The second Temple was completed in 515 B.C. This Temple was standing in Jesus’ time, with further magnificent additions done by Herod the Great.

Ezra, the holy teacher, and lover of the Word, himself leads a group of persons on the return. The phrase “The hand of our God,” occurs six times in chapter 7 and the next. Greater than the hands of those who oppose, is the hand of the Lord upon this holy man.

The Reading for Today

Tuesdays are dedicated to Hebrew History and “The Writings.”
During the remainder of the Easter Season, we read the Book of Ezra.

Daily Bible Breaths

This week: version for Children and Families

The Logic of Love

The Sixth Sunday in Easter, Year B    John 15:9-17

Nick reads the one-minute Firestarter.

The power of God’s love for us is complete. Just as is the love between the Father and the Son, so is the love between Jesus and us. We can only get a glimpse at understanding this divine reality. However, beyond their human grasp is the embracing of these truths by faith.

Just accept Jesus’ acceptance of you. “Greater love has no one than this, than to lay down one’s life for one’s friends. “Jesus died for you. This divine love is to flow toward one another. Remember the words of Jesus in John 13:34: “Love one another, as I have loved you.” Will you die in self-sacrifice for your brothers and sisters

The Reading for Today

Sundays are dedicated to the Gospels from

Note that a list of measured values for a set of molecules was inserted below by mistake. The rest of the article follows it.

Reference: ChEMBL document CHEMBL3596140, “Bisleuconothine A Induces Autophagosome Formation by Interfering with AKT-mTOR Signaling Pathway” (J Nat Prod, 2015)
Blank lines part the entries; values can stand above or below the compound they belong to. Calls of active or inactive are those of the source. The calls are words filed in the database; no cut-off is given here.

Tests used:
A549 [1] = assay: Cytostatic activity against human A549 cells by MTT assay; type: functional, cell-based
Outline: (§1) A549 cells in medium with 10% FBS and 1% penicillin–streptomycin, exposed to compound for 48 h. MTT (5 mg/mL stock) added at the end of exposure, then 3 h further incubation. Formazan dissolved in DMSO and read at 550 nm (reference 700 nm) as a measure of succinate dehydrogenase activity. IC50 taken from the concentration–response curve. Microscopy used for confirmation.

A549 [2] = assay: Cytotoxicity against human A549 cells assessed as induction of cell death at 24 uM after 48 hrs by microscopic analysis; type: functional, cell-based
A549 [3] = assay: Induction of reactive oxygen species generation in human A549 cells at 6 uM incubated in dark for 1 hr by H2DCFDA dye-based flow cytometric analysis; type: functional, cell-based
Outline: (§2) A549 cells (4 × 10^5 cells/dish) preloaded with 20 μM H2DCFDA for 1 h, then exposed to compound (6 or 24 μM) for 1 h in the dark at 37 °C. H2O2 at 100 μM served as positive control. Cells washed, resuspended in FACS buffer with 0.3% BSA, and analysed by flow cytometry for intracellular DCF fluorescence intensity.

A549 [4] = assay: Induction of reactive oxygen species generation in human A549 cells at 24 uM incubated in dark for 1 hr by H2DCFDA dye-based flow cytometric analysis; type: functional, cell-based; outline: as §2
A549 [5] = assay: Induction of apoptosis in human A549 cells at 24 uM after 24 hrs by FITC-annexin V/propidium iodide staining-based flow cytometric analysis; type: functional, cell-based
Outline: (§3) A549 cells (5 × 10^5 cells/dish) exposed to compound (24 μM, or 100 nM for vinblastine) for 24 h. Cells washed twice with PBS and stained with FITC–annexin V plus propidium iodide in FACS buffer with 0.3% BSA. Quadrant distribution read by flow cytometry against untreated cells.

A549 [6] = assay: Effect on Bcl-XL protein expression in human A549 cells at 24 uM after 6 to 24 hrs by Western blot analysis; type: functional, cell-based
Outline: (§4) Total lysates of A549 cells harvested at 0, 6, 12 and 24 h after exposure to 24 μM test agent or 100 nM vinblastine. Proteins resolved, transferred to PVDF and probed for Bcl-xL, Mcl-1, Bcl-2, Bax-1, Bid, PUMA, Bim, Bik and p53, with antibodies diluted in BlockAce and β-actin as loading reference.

The Revised Common Lectionary.

Daily Bible Breaths

This week: version for Children and Families

The Fall of an Ancient City

Monday of the Fifth Week in Easter, Year B
Ezekiel 27—28

Nick reads the one-minute Firestarter. Click on the image.

The ancient seaport city of Tyre in Phoenicia is targeted for destruction due to its wanton pride and arrogance. It was located on an island just off the northeastern coast of the Mediterranean Sea. Its power had stretched as far as Spain in the West, to Mesopotamia, the region between the Tigris and Euphrates rivers, in the East. A long list of cities is included, such as Tarshish in Spain, cities under the sway of this ancient kingdom. Though many of these cities cannot be identified any longer, the cumulative effect of the list is designed to have us feel the extent of this ancient maritime power.

Nebuchadnezzar laid a thirteen-year siege of Tyre from about 587-574 BC. Ezekiel sees this as a consequence of the power that Phoenicia wielded from its arrogant king whom Ezekiel denounces. This phrase appears twice: “You set your heart as the heart of a god.” Thus passes the glory of the world. Only those connected to the Word of God will live forever.

Mondays are dedicated to the Prophets.
During the Easter Season, we read Ezekiel.

Daily Bible Breaths

Version for Children and Families for this week